There was widespread public outcry when it emerged that calling any of the correctional facilities in the country was costing over ten times more than the normal rate, even for the same area codes. What was even more worrying was the fact that there are certain companies that seem to be getting the lion’s share of the proceeds that come from these exploits, and an invisible hand that supports them as they keep milking the families of the prisoners dry. Research shows that a phone call to jail would cost up to $14 per minute and families of the inmates spend up to $2000 annually to stay in touch.
While the federal communications commission seemed to have helped the situation when they capped the call rates, the reality is that nothing much came out of this move. The fact that there are still private companies offering these ICT services, and that the process used to bid for the calls is still not transparent, means that the struggle is far from over for the inmates and their families. The problem may not be the phone companies per se, it is the commissions that are demanded from them by the prison systems. The companies often find themselves having to add hidden charges to the call rates to break even after paying these commissions.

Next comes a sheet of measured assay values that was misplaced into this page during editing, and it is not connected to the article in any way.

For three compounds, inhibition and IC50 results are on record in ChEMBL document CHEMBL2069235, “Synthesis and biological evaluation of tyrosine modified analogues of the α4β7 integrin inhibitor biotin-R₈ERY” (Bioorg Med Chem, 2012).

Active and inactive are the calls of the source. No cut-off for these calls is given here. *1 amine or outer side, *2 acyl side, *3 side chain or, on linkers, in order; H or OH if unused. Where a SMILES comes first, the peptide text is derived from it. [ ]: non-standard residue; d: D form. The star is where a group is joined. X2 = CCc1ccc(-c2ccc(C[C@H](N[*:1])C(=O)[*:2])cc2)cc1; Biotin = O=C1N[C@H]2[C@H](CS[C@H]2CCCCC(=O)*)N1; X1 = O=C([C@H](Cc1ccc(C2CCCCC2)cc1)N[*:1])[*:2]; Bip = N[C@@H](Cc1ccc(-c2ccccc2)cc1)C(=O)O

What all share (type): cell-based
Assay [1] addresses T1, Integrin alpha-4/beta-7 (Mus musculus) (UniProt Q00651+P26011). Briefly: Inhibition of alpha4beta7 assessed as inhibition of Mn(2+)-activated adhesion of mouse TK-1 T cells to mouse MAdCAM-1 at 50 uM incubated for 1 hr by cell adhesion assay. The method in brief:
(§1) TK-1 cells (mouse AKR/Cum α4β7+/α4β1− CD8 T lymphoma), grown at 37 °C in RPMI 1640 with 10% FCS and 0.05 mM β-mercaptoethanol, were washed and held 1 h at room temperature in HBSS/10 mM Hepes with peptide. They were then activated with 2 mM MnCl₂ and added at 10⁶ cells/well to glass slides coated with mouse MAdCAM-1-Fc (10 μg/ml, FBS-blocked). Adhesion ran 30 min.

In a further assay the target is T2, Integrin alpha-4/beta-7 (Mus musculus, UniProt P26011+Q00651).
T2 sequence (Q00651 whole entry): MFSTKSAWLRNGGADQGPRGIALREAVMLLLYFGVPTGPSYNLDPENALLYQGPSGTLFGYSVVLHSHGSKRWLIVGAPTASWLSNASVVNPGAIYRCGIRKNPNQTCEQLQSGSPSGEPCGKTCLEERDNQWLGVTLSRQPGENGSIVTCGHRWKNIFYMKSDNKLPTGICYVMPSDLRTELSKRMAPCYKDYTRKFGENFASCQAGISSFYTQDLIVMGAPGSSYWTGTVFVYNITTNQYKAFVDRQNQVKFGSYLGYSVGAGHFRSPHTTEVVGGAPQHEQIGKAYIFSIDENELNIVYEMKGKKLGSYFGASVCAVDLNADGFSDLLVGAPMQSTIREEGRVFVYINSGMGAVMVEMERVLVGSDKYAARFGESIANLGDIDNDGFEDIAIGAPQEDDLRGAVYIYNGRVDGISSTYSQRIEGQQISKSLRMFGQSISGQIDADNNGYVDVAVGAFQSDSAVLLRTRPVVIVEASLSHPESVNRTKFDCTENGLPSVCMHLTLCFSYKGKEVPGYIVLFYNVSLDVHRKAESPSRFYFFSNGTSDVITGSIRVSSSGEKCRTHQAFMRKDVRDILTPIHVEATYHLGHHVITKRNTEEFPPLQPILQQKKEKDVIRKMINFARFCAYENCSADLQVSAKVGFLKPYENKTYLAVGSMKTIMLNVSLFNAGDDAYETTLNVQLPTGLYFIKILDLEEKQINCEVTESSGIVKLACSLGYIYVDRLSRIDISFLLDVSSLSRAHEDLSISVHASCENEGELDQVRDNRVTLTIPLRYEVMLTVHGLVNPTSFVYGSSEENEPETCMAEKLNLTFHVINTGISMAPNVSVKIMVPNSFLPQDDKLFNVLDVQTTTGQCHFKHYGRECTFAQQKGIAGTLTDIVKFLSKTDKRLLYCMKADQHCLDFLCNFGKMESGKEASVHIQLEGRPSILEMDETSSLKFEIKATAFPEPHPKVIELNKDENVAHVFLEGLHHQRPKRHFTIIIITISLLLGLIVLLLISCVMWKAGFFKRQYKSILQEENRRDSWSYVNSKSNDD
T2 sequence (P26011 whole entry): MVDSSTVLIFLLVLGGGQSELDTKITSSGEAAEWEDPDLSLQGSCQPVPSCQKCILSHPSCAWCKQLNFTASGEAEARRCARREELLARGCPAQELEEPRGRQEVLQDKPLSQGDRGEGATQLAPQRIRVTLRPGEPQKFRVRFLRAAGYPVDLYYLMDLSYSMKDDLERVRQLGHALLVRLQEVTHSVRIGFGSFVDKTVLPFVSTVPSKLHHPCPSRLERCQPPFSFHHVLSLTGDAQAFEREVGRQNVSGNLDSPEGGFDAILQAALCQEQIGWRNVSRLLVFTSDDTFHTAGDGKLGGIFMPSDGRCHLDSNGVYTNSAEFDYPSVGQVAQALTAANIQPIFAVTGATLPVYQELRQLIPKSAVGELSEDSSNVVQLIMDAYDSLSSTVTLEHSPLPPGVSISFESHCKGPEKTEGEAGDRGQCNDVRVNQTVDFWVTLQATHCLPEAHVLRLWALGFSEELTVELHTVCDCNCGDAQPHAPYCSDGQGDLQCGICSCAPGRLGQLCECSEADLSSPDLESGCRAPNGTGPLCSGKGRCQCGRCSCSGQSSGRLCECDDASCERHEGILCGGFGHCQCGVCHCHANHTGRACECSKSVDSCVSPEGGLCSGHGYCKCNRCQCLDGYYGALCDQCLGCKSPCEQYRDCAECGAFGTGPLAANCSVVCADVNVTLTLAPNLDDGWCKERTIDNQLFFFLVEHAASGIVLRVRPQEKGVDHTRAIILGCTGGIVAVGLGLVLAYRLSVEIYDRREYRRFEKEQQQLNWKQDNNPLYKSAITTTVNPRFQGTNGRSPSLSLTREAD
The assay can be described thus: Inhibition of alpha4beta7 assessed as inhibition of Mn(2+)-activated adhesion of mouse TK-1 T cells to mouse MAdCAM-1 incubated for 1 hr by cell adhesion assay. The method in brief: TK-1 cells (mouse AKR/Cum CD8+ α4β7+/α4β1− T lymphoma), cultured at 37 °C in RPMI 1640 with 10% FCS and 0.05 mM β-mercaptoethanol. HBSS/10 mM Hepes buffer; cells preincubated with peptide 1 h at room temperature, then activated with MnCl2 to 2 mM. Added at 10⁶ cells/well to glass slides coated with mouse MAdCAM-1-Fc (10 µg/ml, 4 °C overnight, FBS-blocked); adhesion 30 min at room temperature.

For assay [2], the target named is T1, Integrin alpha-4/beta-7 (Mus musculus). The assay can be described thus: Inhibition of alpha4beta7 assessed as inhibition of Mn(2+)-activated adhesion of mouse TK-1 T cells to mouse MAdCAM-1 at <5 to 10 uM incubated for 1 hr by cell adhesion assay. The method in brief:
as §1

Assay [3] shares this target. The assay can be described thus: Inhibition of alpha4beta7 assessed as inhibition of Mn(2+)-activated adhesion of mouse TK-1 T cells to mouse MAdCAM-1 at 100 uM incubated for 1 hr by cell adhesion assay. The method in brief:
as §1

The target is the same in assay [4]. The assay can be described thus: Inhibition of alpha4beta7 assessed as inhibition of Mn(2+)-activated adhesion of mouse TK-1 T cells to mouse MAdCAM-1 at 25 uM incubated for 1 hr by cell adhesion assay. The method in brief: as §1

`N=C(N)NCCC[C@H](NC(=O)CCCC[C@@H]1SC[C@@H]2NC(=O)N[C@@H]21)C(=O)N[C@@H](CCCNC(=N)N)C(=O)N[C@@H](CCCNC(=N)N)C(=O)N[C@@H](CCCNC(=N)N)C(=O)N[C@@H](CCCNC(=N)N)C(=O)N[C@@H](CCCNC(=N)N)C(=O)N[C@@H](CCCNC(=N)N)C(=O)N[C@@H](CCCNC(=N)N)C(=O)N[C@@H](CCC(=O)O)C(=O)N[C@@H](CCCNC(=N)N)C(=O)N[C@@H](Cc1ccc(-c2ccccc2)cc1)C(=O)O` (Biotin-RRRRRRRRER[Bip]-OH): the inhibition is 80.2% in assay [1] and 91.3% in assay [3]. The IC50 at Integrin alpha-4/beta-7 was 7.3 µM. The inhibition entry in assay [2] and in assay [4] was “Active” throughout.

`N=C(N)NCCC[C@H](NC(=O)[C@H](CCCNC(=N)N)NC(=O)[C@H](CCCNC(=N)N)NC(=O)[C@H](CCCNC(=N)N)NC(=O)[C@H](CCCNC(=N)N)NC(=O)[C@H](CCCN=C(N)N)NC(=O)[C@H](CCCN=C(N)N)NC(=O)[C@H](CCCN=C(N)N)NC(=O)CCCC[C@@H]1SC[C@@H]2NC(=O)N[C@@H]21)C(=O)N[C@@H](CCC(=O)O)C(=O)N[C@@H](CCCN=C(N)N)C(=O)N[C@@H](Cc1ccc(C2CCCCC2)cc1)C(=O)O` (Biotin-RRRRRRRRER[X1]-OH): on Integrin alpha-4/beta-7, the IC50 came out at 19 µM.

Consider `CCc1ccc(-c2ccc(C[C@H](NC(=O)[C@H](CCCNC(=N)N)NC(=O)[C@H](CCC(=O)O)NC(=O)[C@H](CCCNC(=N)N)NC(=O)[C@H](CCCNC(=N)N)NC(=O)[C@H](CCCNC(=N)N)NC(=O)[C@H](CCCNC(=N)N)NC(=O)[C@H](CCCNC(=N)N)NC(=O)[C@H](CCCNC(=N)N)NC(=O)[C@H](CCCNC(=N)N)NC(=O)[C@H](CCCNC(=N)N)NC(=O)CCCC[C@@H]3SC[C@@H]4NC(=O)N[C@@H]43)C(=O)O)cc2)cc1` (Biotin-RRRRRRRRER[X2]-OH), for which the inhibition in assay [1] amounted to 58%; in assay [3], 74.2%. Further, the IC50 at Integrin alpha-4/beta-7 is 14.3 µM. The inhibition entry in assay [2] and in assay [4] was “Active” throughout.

These are the abuses that the system wants to put an end to. Surprisingly, companies like Securus are threatening to act against these rulings because they feel as if their hands are going to be tied. The other ways in which the family members of the prisoners are being fleeced include commissaries that help send consumables, money transfer services that sometimes charge as high as 35 percent of the money being transferred and at times even encumbrances from fees charged as part of the sentencing.
If the system is to become fair to both the inmates and their families, some serious changes need to be done.